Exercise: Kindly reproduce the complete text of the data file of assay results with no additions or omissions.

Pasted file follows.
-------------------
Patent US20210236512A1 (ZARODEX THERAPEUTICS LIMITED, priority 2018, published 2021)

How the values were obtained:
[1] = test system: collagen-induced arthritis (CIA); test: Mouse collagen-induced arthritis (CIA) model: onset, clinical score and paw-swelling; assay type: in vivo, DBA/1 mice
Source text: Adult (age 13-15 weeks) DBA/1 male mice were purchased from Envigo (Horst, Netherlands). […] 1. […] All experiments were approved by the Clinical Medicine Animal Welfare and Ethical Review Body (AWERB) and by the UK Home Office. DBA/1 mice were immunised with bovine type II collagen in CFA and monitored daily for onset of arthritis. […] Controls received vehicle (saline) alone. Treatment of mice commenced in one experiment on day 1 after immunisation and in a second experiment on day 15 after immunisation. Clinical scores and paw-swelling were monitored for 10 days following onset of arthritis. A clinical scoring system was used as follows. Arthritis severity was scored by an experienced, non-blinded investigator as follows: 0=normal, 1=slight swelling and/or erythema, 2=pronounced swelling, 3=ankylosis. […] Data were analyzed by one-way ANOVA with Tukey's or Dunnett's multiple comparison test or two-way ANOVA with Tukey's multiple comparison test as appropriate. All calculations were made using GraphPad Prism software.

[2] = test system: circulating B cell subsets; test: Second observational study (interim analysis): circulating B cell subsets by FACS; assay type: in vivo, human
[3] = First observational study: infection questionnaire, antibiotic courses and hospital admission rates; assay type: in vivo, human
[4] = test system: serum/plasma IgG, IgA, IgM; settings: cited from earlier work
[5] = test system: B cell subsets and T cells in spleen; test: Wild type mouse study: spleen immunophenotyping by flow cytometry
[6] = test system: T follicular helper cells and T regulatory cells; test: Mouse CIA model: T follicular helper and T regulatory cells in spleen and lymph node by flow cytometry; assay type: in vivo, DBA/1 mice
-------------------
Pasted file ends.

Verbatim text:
Patent US20210236512A1 (ZARODEX THERAPEUTICS LIMITED, priority 2018, published 2021)

How the values were obtained:
[1] = test system: collagen-induced arthritis (CIA); test: Mouse collagen-induced arthritis (CIA) model: onset, clinical score and paw-swelling; assay type: in vivo, DBA/1 mice
Source text: Adult (age 13-15 weeks) DBA/1 male mice were purchased from Envigo (Horst, Netherlands). […] 1. […] All experiments were approved by the Clinical Medicine Animal Welfare and Ethical Review Body (AWERB) and by the UK Home Office. DBA/1 mice were immunised with bovine type II collagen in CFA and monitored daily for onset of arthritis. […] Controls received vehicle (saline) alone. Treatment of mice commenced in one experiment on day 1 after immunisation and in a second experiment on day 15 after immunisation. Clinical scores and paw-swelling were monitored for 10 days following onset of arthritis. A clinical scoring system was used as follows. Arthritis severity was scored by an experienced, non-blinded investigator as follows: 0=normal, 1=slight swelling and/or erythema, 2=pronounced swelling, 3=ankylosis. […] Data were analyzed by one-way ANOVA with Tukey's or Dunnett's multiple comparison test or two-way ANOVA with Tukey's multiple comparison test as appropriate. All calculations were made using GraphPad Prism software.

[2] = test system: circulating B cell subsets; test: Second observational study (interim analysis): circulating B cell subsets by FACS; assay type: in vivo, human
[3] = First observational study: infection questionnaire, antibiotic courses and hospital admission rates; assay type: in vivo, human
[4] = test system: serum/plasma IgG, IgA, IgM; settings: cited from earlier work
[5] = test system: B cell subsets and T cells in spleen; test: Wild type mouse study: spleen immunophenotyping by flow cytometry
[6] = test system: T follicular helper cells and T regulatory cells; test: Mouse CIA model: T follicular helper and T regulatory cells in spleen and lymph node by flow cytometry; assay type: in vivo, DBA/1 mice